Lady Jane, known as the 9 day Queen, was by all accounts an intelligent and strong willed girl. Educated and piously Protestant, she seems to have been a pawn in the way that so many women of that age were.

We follow her from early childhood to her death at the Tower. I was surprised at the amount of information on her. Tallis gives us a brilliant look at this time in history and brings Lady Jane to life for us.

There was also a lot of information on Princess Mary and her vast following, not only of Catholics but Protestants as well.

Thank you to Netgalley for this book!  Publication is set for December 6, 2016.

About the Author

Nicola Tallis achieved a first-class bachelor’s degree with honors in history from Bath Spa University. She also has an MA in Public History from Royal Holloway College, University of London. Nicola has been passionate about English history all of her life, and has worked as a curator, lecturer, and historical researcher. She is currently the resident historian for Alison Weir Tours. Crown of Blood, her first book, is the result of five years of research on the Grey family.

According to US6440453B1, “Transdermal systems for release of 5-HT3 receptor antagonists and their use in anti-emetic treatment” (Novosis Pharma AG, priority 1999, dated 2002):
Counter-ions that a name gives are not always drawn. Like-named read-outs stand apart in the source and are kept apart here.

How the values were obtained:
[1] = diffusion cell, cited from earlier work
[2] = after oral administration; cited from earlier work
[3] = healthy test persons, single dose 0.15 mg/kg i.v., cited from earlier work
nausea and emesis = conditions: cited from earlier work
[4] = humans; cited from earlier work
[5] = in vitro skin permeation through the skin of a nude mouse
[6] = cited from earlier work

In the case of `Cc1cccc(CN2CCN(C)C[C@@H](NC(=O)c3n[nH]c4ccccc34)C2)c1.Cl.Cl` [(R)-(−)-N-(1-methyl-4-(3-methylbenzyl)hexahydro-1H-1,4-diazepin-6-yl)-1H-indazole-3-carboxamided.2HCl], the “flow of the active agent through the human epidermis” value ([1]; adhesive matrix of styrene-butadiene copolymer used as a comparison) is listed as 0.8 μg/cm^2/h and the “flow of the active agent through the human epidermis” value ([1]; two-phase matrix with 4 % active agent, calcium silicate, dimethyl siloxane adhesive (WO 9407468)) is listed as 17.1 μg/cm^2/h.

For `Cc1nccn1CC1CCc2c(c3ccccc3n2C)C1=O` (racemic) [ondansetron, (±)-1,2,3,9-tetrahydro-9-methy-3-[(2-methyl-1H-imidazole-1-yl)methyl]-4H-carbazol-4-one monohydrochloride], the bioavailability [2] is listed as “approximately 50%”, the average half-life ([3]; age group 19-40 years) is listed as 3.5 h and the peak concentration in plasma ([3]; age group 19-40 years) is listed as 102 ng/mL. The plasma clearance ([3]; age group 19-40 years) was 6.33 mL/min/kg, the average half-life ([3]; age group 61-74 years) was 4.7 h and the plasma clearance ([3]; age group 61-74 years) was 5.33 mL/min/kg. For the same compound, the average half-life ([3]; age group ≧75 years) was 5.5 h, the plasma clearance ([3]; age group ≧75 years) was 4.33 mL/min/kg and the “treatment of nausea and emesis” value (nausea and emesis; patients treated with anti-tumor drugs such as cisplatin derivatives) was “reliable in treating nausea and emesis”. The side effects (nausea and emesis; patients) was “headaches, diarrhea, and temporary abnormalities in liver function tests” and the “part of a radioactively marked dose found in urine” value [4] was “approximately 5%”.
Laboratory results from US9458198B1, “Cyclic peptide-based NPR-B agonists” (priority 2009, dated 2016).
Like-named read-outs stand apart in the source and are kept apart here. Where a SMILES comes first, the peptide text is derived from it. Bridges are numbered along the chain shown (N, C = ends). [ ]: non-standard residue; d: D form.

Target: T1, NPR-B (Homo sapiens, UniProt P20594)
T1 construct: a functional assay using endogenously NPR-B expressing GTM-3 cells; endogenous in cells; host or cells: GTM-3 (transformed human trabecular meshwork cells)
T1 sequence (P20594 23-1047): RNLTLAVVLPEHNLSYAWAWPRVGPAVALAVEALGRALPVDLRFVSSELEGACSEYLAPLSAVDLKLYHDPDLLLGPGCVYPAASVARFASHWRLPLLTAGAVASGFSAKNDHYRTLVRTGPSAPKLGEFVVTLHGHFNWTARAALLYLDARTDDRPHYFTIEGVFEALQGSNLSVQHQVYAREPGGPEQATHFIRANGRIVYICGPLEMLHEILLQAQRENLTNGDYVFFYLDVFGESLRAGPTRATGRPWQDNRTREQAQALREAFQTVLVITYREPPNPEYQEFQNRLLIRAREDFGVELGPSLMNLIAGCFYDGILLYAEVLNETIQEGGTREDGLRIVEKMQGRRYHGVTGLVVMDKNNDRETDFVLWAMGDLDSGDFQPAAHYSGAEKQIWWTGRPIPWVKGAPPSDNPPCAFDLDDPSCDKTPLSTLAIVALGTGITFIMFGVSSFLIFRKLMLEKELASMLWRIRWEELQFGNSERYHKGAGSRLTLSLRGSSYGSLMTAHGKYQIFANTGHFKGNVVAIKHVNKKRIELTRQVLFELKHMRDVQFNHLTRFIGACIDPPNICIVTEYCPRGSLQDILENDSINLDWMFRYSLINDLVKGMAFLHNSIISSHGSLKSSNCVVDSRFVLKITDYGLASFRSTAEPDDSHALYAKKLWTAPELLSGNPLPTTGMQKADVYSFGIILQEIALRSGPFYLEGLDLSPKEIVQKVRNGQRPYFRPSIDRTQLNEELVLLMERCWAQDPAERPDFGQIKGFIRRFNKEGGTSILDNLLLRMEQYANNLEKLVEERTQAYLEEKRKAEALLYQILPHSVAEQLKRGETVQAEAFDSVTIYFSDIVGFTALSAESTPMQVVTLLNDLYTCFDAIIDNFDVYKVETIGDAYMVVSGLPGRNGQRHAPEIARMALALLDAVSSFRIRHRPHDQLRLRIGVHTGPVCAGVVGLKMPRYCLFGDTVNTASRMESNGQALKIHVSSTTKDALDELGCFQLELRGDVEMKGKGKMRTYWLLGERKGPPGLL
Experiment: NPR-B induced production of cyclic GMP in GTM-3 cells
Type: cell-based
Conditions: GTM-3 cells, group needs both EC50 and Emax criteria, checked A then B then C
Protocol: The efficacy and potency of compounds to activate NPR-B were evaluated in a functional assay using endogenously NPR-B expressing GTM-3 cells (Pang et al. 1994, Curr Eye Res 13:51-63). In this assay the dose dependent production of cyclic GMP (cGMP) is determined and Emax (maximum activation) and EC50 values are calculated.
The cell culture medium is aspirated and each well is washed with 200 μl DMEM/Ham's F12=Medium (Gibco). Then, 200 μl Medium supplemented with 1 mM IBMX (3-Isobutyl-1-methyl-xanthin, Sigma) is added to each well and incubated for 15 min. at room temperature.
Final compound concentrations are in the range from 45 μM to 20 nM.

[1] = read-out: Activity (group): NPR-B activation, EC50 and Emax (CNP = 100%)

The Atheist Muslim: A Journey From Religion To Reason by Ali A. Rizvi

The Atheist Muslim: A Journey from Religion to ReasonStruggling to reconcile the Muslim society he was living in as a scientist and physician and the religion he was being raised in, Ali A. Rizvi eventually loses his faith. Discovering that he is not alone in his beliefs, he moves to North America and promises to use his new freedom of speech to represent the voices that are usually quashed before reaching the mainstream media―the Atheist Muslim.